Be My Valentine: If your Valentine requires high-end dining, you have lots of options. Among the best:
Chaparral Restaurant (Marriott's Camelback Inn, 5402 East Lincoln Drive, Paradise Valley, 948-6644): Like true love, the timeless dishes here also have staying power. Start off with the lobster bisque capped with puff pastry and a spoonful of caviar. Then move on to exquisite entrees like lobster thermidor and the best beef Wellington in town.
Mary Elaine's Lounge (Phoenician resort, 6000 East Camelback, 423-2530): Formal, elegant, romantic and just a bit stuffy, this restaurant jewel doesn't stint on anything--food, setting or service. It may be hard to gaze into your significant other's eyes when you have John Dory with black truffles or venison topped with foie gras to look at. A great wine list, too. Bring lots of money.
Palm Court (Scottsdale Conference Resort, 7700 East McCormick Parkway, 596-7700): This swanky room features an army of bus persons, servers, captains and sommeliers who treat diners like honored guests. Showy, flaming tableside presentations are the thing here: The lobster Lord Randolph, meaty chunks of Maine lobster sauteed with mushrooms and truffles, fired with brandy and finished with a lobster cream sauce, is a standout.
Christopher's (2398 East Camelback, 957-3214): The ultimate in gourmet luxury, Christopher's eight-course, fixed-price dinner will furnish a Valentine's Day neither you noryour credit-card company will ever forget. The terrine of foie gras--layers of marinated, sauteed and steamed foie gras, served with truffle and a fig compote--is thrilling. Desserts are also a knockout, especially if you're lucky enough to hit a night when the chef prepares his magnificent "chocolate hot and cold."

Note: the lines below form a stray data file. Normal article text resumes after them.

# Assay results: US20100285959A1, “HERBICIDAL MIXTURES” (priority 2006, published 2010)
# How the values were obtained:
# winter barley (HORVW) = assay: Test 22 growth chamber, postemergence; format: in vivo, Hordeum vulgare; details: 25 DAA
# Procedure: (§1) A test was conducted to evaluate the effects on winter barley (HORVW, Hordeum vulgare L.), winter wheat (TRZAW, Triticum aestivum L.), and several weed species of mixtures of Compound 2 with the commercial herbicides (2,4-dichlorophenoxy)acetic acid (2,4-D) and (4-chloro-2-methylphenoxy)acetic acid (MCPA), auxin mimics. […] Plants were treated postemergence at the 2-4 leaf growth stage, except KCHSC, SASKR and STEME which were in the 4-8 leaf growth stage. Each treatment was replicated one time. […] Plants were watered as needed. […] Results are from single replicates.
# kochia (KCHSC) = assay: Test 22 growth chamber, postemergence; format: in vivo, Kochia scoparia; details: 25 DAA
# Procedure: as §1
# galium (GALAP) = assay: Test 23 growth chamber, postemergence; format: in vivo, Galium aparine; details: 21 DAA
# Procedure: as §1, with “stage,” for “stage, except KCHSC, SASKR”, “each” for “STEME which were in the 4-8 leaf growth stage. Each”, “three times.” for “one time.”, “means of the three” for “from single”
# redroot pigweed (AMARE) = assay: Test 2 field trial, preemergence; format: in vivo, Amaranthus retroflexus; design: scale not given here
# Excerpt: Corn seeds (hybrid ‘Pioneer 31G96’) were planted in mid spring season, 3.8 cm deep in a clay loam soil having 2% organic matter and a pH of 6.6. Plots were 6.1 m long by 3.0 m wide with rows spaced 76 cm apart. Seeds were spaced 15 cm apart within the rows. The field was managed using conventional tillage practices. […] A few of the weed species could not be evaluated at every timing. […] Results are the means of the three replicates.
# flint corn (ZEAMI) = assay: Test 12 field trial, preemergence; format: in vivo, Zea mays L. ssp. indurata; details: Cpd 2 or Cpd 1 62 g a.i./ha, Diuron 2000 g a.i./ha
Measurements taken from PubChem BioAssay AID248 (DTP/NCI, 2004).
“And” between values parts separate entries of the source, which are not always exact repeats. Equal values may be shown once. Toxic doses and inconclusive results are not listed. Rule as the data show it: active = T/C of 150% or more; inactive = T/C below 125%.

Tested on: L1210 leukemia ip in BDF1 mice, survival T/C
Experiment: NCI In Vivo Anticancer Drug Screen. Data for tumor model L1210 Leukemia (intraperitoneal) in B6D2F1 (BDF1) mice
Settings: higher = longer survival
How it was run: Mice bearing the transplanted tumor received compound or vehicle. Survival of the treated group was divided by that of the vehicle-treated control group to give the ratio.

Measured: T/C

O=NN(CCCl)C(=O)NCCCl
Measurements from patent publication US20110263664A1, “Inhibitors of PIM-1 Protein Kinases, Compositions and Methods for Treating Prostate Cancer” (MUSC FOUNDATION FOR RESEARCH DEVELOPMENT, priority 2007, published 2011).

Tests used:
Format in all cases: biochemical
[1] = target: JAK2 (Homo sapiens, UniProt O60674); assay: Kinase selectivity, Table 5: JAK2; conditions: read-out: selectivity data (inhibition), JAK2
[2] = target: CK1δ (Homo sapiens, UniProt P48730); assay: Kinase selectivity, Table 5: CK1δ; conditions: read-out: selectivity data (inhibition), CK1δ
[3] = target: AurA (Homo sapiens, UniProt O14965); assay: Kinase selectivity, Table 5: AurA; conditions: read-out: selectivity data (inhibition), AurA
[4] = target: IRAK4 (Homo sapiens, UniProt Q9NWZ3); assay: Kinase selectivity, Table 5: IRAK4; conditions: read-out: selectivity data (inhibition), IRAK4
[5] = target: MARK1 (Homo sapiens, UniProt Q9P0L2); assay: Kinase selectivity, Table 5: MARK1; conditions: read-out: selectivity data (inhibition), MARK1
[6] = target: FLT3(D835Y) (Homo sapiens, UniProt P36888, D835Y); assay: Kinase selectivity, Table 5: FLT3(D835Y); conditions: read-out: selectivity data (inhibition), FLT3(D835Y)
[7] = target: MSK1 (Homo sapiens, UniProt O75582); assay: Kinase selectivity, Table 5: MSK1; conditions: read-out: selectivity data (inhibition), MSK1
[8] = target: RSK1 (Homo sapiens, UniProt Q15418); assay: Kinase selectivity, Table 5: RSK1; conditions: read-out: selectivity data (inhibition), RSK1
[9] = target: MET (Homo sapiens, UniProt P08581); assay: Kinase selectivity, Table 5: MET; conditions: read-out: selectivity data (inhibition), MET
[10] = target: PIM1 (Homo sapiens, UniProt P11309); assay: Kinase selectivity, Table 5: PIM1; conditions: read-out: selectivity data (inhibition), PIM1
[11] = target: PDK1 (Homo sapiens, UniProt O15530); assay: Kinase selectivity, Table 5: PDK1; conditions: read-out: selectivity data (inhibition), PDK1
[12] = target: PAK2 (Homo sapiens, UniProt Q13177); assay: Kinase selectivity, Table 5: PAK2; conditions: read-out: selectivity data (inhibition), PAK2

If your supply of love is greater than your supply of cash, these restaurants can take the sting out of being financially challenged:
Cafe Patou (Papago Plaza, 7049 East McDowell, Scottsdale, 423-1700): A charming cafe with room for maybe 20 patrons, this place offers fare with real Mediterranean flair. Garlic-laden baked mussels, a charcuterie platter, lobster cakes and Italian flatbread topped with escargots are just some of the delights.
House of Tricks (114 East Seventh Street, Tempe, 968-1114): Set in a bucolic-looking cottage, House of Tricks has nothing up its sleeve except inventive dishes. Look for creative appetizers like cheese-and-avocado blintzes or sweet potato with black bean chili. I adore the chef's version of lasagna, a whole roasted eggplant stuffed with goat cheese and ricotta.
Pearl of Asia (5025 North Seventh Avenue, 265-9818): Vietnamese restaurants are not usually noted for their charm. But this one features bubbling fountains and linen tablecloths. First-rate ethnic fare, too, particularly the sizzling crepes stuffed with shrimp and pork.
Hap's Real Pit BBQ (101 South 24th Street, 267-0181): This trailer set on a car-repair lot isn't very romantic. But who cares about atmosphere when you can get ribs like these, slathered with a complex sauce that's sweet, tart and hot at the same time? Fabulous gowiths, too, like beans blended with ground beef, bacon and molasses.--Howard Seftel
Suggestions? Write me at New Times, P.O. Box 2510, Phoenix,
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